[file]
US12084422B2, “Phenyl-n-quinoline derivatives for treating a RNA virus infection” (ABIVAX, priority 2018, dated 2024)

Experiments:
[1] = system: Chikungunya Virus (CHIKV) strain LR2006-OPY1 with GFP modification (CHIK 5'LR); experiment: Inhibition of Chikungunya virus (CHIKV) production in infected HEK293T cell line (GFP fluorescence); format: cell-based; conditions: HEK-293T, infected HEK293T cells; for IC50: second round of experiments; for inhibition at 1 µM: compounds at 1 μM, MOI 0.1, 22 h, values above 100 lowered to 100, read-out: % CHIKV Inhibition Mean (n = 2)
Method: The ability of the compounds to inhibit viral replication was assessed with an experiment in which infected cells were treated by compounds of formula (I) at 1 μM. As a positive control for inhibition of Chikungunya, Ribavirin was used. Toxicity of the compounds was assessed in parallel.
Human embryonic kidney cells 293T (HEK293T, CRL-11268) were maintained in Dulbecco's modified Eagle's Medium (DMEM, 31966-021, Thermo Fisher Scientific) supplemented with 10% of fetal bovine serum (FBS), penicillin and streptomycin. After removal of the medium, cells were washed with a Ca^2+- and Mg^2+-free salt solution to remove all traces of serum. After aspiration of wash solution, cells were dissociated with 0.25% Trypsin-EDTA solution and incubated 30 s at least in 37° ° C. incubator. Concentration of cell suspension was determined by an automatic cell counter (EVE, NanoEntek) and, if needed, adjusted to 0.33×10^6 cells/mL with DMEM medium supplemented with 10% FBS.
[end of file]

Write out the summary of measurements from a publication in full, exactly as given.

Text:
US12084422B2, “Phenyl-n-quinoline derivatives for treating a RNA virus infection” (ABIVAX, priority 2018, dated 2024)

Experiments:
[1] = system: Chikungunya Virus (CHIKV) strain LR2006-OPY1 with GFP modification (CHIK 5'LR); experiment: Inhibition of Chikungunya virus (CHIKV) production in infected HEK293T cell line (GFP fluorescence); format: cell-based; conditions: HEK-293T, infected HEK293T cells; for IC50: second round of experiments; for inhibition at 1 µM: compounds at 1 μM, MOI 0.1, 22 h, values above 100 lowered to 100, read-out: % CHIKV Inhibition Mean (n = 2)
Method: The ability of the compounds to inhibit viral replication was assessed with an experiment in which infected cells were treated by compounds of formula (I) at 1 μM. As a positive control for inhibition of Chikungunya, Ribavirin was used. Toxicity of the compounds was assessed in parallel.
Human embryonic kidney cells 293T (HEK293T, CRL-11268) were maintained in Dulbecco's modified Eagle's Medium (DMEM, 31966-021, Thermo Fisher Scientific) supplemented with 10% of fetal bovine serum (FBS), penicillin and streptomycin. After removal of the medium, cells were washed with a Ca^2+- and Mg^2+-free salt solution to remove all traces of serum. After aspiration of wash solution, cells were dissociated with 0.25% Trypsin-EDTA solution and incubated 30 s at least in 37° ° C. incubator. Concentration of cell suspension was determined by an automatic cell counter (EVE, NanoEntek) and, if needed, adjusted to 0.33×10^6 cells/mL with DMEM medium supplemented with 10% FBS.